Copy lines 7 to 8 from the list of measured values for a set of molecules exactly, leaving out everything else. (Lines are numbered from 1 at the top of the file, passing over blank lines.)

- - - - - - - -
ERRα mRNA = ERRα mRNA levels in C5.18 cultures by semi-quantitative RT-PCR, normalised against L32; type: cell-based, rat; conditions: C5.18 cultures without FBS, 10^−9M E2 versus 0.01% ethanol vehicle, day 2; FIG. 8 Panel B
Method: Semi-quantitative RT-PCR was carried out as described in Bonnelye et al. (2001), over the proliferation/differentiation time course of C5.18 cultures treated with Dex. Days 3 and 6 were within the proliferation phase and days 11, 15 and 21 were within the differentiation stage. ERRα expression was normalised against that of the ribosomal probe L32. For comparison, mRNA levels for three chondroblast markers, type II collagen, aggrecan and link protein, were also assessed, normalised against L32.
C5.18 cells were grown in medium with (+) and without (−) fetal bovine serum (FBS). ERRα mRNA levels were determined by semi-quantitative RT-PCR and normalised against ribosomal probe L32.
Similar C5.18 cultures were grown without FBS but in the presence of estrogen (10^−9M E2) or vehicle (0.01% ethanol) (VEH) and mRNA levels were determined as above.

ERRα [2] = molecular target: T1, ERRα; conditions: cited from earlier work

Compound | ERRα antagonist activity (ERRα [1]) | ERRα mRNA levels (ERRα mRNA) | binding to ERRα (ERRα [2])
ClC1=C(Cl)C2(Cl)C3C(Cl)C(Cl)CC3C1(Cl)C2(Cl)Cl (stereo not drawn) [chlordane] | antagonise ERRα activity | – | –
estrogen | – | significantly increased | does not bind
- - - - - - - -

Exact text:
ClC1=C(Cl)C2(Cl)C3C(Cl)C(Cl)CC3C1(Cl)C2(Cl)Cl (stereo not drawn) [chlordane] | antagonise ERRα activity | – | –
estrogen | – | significantly increased | does not bind